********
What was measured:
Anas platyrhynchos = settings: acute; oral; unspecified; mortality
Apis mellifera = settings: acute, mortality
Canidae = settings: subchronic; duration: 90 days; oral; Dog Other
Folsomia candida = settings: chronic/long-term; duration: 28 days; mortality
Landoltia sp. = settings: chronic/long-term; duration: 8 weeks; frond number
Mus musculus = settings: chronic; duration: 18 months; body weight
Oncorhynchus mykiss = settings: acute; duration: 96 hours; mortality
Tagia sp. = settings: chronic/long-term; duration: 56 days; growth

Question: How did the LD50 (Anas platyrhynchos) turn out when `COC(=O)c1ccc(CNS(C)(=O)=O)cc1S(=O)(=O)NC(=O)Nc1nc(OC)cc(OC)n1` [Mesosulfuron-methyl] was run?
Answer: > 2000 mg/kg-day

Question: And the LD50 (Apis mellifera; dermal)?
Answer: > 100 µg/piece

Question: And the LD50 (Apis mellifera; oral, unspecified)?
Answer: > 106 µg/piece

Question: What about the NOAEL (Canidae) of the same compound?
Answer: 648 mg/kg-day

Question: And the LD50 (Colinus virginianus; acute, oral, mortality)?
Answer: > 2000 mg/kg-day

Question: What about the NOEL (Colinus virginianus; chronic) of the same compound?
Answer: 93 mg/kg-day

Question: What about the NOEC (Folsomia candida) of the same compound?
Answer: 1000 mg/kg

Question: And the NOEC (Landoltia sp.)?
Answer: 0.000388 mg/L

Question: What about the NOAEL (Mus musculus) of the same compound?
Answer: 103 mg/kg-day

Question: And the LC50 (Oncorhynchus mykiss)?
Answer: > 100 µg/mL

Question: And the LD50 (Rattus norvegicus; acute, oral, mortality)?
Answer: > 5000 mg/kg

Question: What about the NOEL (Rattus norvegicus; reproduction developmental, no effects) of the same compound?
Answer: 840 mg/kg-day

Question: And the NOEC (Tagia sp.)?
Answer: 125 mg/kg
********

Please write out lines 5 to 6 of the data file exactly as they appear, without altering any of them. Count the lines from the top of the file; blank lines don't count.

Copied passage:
Folsomia candida = settings: chronic/long-term; duration: 28 days; mortality
Landoltia sp. = settings: chronic/long-term; duration: 8 weeks; frond number